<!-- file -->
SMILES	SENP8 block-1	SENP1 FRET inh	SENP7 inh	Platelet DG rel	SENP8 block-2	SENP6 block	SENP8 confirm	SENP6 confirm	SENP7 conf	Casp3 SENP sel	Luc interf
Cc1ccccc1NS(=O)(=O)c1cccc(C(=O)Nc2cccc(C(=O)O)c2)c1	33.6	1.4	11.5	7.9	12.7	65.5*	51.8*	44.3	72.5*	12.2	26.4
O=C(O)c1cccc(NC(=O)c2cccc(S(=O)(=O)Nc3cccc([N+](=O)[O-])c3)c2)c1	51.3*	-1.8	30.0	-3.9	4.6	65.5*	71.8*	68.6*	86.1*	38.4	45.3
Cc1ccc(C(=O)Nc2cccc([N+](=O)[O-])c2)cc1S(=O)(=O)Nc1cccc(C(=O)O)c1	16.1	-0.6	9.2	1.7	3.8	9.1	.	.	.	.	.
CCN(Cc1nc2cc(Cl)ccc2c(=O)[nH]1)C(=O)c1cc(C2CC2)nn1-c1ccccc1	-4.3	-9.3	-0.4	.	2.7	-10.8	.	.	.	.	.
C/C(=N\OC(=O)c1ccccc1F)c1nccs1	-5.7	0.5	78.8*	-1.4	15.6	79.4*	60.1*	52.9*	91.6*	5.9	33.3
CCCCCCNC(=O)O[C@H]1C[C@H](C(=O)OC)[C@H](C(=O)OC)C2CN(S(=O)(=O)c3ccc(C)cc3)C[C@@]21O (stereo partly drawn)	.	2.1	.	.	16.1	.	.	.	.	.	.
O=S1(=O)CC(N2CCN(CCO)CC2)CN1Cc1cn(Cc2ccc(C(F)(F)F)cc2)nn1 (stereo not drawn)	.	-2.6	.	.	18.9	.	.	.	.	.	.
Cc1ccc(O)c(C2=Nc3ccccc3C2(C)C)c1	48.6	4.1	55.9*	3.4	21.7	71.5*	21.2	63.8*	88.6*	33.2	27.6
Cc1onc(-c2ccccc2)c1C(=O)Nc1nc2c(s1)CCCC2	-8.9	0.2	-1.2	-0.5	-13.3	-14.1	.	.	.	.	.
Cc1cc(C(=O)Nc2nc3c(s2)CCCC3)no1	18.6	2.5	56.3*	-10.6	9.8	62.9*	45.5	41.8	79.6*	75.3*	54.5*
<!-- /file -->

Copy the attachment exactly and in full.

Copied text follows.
SMILES	SENP8 block-1	SENP1 FRET inh	SENP7 inh	Platelet DG rel	SENP8 block-2	SENP6 block	SENP8 confirm	SENP6 confirm	SENP7 conf	Casp3 SENP sel	Luc interf
Cc1ccccc1NS(=O)(=O)c1cccc(C(=O)Nc2cccc(C(=O)O)c2)c1	33.6	1.4	11.5	7.9	12.7	65.5*	51.8*	44.3	72.5*	12.2	26.4
O=C(O)c1cccc(NC(=O)c2cccc(S(=O)(=O)Nc3cccc([N+](=O)[O-])c3)c2)c1	51.3*	-1.8	30.0	-3.9	4.6	65.5*	71.8*	68.6*	86.1*	38.4	45.3
Cc1ccc(C(=O)Nc2cccc([N+](=O)[O-])c2)cc1S(=O)(=O)Nc1cccc(C(=O)O)c1	16.1	-0.6	9.2	1.7	3.8	9.1	.	.	.	.	.
CCN(Cc1nc2cc(Cl)ccc2c(=O)[nH]1)C(=O)c1cc(C2CC2)nn1-c1ccccc1	-4.3	-9.3	-0.4	.	2.7	-10.8	.	.	.	.	.
C/C(=N\OC(=O)c1ccccc1F)c1nccs1	-5.7	0.5	78.8*	-1.4	15.6	79.4*	60.1*	52.9*	91.6*	5.9	33.3
CCCCCCNC(=O)O[C@H]1C[C@H](C(=O)OC)[C@H](C(=O)OC)C2CN(S(=O)(=O)c3ccc(C)cc3)C[C@@]21O (stereo partly drawn)	.	2.1	.	.	16.1	.	.	.	.	.	.
O=S1(=O)CC(N2CCN(CCO)CC2)CN1Cc1cn(Cc2ccc(C(F)(F)F)cc2)nn1 (stereo not drawn)	.	-2.6	.	.	18.9	.	.	.	.	.	.
Cc1ccc(O)c(C2=Nc3ccccc3C2(C)C)c1	48.6	4.1	55.9*	3.4	21.7	71.5*	21.2	63.8*	88.6*	33.2	27.6
Cc1onc(-c2ccccc2)c1C(=O)Nc1nc2c(s1)CCCC2	-8.9	0.2	-1.2	-0.5	-13.3	-14.1	.	.	.	.	.
Cc1cc(C(=O)Nc2nc3c(s2)CCCC3)no1	18.6	2.5	56.3*	-10.6	9.8	62.9*	45.5	41.8	79.6*	75.3*	54.5*